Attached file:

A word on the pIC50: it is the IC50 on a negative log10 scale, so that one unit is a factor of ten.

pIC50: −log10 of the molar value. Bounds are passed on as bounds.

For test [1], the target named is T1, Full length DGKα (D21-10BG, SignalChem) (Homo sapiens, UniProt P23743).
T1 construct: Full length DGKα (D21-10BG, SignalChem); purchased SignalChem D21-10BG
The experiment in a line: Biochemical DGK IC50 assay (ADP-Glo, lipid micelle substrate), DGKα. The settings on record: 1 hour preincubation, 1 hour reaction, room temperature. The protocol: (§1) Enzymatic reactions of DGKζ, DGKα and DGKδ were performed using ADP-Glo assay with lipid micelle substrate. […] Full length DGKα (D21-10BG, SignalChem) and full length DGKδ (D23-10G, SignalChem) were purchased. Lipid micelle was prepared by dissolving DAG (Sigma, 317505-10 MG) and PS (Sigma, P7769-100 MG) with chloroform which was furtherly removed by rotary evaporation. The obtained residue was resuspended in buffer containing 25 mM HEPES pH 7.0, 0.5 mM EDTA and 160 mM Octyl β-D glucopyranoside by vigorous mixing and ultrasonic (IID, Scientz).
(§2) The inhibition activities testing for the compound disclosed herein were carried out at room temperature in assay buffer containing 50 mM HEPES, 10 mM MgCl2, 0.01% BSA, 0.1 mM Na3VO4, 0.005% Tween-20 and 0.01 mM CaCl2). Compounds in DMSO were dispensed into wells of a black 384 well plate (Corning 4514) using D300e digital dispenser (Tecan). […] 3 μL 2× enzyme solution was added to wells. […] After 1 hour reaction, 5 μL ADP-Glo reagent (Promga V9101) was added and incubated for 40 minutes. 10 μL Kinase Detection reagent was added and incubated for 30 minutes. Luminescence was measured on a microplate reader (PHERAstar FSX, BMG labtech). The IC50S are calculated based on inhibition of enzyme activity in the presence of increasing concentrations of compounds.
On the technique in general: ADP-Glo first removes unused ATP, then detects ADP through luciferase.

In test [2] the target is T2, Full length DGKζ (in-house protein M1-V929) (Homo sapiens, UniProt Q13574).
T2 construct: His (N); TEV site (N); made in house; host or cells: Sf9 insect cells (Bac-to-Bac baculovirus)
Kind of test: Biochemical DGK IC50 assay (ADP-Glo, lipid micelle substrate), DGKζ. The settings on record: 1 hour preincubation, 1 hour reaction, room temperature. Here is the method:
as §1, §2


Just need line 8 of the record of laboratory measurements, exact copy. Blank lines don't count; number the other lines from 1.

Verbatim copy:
In test [2] the target is T2, Full length DGKζ (in-house protein M1-V929) (Homo sapiens, UniProt Q13574).